Realizing that while it may be fashionable to live fiercely independent lives, we are actually hard-wired to live in families, communities, tribes. Our communities may look different today: internet networking, workplace relationships, therapists, spiritual teachers or communities, and the other community environments we create and participate in, are indicative of our natural instinctual drive toward relationship and community, or the tribal nature of humans.

“A state of true self awareness removes the egotistical need for us to judge, attack, criticize or control others. Any fear that others might be capable of arousing in us dissolves in the knowledge that we are one with them, even if they themselves are not aware of this.

The health of all our relationships with others, from the most to the least intimate, depends upon our relationship with our own self – our awareness. When we cultivate that awareness the garden we inhabit with others will bloom of its own accord.” pp. 32-33 Discover Inner Peace, by Mike George.

Yoga and Religion

By Stephanie Adams, all rights reserved

Yoga …in itself is not an institutionalized religion, per se. Hinduism is related to yoga through a common recognition of the Vedas as an authoritative source, and both Buddhism and Jainism share many of the core values of the Yoga tradition. But Classical Yoga is best understood as a system of spiritual practice, rather than a particular religion. Being non-sectarian in its essence, yoga represents a body of practices that may be fruitfully taken up by anyone who is serious about their spiritual development, regardless of their individual religious affiliation.

Although some people practice yoga out of devotion to a guru, there are others who follow their own guidance. Although yoga does not necessarily require belief in a Creator as we understand God in the traditional Western religious sense, the Yoga Sutra advocates devotion to Ishvara or the “Lord” who is described as an ultimate being forever unafflicted by worldly concerns. Whether this Lord is understood as God Almighty or as the yogic ideal of the liberated “Seer,” the decision about how to conceptualize Ishvara is (a) very personal one. By remaining deliberately ambiguous and non-dogmatic about such ultimate theological issues, the Yoga tradition establishes itself as a positive proponent for individual spiritual development for persons of all religious backgrounds and creeds.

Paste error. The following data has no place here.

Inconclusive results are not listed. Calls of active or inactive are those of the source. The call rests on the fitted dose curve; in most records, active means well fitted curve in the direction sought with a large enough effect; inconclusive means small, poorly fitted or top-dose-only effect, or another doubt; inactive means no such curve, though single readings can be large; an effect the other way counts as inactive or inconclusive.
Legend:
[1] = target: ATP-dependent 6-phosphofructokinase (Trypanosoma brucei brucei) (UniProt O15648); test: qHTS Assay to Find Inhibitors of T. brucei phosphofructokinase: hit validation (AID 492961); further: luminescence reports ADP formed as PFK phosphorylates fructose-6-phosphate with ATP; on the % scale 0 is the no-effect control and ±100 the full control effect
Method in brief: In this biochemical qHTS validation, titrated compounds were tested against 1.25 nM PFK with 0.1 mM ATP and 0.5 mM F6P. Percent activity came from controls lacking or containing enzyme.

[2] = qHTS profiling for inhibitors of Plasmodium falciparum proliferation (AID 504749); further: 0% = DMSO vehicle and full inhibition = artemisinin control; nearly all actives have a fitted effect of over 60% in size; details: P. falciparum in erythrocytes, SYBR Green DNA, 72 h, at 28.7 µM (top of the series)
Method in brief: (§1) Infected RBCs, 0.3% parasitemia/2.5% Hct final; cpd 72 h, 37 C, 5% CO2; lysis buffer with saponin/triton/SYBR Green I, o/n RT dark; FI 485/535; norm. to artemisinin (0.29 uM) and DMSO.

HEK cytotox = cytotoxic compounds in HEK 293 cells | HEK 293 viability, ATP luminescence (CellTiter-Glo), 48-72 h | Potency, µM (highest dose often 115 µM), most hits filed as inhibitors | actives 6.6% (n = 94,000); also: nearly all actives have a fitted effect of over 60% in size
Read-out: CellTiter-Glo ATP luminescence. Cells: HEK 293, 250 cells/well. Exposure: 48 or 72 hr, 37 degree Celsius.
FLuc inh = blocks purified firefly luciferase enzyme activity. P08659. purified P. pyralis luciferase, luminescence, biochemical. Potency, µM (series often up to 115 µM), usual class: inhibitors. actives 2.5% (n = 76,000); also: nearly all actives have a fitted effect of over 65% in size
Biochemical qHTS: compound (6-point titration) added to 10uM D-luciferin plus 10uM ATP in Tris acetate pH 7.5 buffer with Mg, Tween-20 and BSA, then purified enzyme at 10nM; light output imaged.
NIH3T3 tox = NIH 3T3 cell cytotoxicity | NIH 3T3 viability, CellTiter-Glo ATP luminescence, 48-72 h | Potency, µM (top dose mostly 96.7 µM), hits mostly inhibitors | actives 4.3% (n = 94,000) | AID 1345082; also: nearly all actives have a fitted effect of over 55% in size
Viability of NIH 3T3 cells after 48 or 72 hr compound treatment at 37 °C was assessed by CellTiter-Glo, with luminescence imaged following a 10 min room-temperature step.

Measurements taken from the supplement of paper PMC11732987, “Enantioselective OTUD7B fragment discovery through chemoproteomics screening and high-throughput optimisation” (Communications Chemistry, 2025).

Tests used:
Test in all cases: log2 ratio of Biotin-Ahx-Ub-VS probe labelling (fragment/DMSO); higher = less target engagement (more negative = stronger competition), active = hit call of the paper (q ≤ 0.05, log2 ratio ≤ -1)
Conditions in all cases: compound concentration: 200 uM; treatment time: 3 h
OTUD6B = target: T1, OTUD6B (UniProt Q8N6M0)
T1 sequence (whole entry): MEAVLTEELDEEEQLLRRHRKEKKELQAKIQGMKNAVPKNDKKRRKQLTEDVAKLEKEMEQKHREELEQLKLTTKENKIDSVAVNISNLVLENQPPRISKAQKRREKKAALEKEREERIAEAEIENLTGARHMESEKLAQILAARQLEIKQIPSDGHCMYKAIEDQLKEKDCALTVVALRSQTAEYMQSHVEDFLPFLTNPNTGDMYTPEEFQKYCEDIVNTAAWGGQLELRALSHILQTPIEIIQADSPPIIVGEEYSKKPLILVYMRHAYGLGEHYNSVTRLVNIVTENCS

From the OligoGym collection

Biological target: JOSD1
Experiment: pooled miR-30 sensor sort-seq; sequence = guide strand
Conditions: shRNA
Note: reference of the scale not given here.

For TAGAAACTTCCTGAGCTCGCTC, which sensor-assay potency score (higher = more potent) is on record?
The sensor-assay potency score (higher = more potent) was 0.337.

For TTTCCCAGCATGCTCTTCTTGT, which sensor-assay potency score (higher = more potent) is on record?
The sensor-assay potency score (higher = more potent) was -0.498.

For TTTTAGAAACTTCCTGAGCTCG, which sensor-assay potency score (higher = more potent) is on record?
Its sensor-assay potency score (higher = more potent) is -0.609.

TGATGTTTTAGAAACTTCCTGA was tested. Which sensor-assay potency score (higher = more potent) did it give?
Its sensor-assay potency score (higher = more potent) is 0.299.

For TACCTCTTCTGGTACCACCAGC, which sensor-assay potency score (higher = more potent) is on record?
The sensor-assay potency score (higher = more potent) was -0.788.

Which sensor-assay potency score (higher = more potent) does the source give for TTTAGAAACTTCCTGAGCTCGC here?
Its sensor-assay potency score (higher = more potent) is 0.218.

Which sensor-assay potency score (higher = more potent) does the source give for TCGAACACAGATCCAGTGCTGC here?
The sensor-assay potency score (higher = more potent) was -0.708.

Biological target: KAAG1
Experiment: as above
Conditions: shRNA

The following are taken from writings from three world-renowned yogic scholars who have studied the ancient yogic texts for decades. Yoga is a non-sectarian science/philosophy. It has been used by religions, but it is not a religion.

Many yogic scholars today say that yoga is clearly not a religion, and does not conflict with religious beliefs. It is a science of mind that can be used to understand the body/mind and, if you choose, to enhance your personal spiritual beliefs. Think of the separation of yoga and religion as similar to the separation of church and state. Yoga was meant to be a safe haven for all.

Here are a couple examples:

Is Yoga a Religion? No. This confusion arose in our culture because Yoga evolved over thousands of years in the context of the spiritual and religious traditions of India. The practices of Yoga were appropriated into most of the different religious traditions of the East. When these teachings were first transmitted in the West, they were often taught by teachers who were also practicing one of the many forms of Hinduism, Sikhism, or Buddhism. The pure teachings of Yoga were therefore often mixed with the cultural and religious associations of the particular teacher.

Although the practices of Yoga were appropriated by these religious traditions, most of them dismissed Yoga as a secular science. Yoga is actually more correctly understood as a science of mind oriented towards understanding the mind/body relationship. Indeed we can see that many similar practices evolved and were appropriated into the religious traditions of the West. The pure teachings of Yoga have no theological orientation. The practices of Yoga when correctly taught will help anyone of any religious tradition deepen their own faith. Gary Kraftsow

When the word Yoga is mentioned, most people immediately think of some physical postures for relaxing and limbering up the body. This is one aspect of the Yogic science, but actually only a very small part and relatively recent in development. The physical Yoga, or Hatha Yoga, was primarily designed to facilitate the real practice of Yoga – namely, the understanding… So the actual meaning of Yoga is the science of the mind.